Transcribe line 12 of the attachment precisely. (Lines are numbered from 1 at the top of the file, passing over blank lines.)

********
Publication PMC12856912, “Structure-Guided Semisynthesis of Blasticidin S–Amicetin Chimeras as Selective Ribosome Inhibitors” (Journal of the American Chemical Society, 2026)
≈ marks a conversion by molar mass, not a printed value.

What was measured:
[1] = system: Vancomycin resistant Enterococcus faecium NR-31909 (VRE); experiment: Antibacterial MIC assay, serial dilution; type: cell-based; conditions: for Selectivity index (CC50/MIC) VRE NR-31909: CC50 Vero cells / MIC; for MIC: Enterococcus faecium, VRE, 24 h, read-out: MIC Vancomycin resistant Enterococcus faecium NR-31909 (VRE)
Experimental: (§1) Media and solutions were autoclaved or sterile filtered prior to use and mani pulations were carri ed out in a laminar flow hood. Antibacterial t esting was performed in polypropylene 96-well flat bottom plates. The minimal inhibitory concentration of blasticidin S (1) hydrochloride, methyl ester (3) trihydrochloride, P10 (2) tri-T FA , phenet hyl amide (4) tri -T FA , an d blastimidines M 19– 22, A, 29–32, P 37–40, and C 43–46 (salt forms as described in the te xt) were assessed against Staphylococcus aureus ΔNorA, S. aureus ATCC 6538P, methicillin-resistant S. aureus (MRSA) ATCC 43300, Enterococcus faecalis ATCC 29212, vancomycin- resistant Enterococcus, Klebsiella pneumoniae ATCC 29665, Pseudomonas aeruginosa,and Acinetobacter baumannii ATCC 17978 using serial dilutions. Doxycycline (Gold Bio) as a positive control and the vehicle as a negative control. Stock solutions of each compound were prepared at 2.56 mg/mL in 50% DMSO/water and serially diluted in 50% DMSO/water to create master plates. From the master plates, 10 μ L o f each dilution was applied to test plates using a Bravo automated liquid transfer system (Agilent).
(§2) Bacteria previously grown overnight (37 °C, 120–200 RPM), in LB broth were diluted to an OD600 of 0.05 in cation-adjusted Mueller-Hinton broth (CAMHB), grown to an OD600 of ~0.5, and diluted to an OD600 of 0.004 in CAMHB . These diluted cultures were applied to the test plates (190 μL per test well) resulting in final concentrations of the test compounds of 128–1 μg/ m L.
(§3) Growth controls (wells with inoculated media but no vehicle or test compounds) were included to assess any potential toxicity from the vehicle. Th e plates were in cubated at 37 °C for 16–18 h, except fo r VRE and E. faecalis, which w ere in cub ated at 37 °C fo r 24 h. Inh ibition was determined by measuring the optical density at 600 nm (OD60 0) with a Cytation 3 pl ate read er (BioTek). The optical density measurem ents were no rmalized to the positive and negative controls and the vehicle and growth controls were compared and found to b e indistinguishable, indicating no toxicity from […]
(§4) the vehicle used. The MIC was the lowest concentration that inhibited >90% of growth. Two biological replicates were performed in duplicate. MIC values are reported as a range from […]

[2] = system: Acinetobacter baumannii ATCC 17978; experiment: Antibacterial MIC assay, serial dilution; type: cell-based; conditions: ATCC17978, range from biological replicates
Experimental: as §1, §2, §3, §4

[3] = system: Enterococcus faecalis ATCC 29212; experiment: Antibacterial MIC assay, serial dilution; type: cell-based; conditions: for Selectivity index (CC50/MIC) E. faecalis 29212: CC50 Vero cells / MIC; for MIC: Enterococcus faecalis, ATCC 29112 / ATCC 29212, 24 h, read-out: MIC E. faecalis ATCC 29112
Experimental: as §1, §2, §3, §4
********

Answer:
Experimental: as §1, §2, §3, §4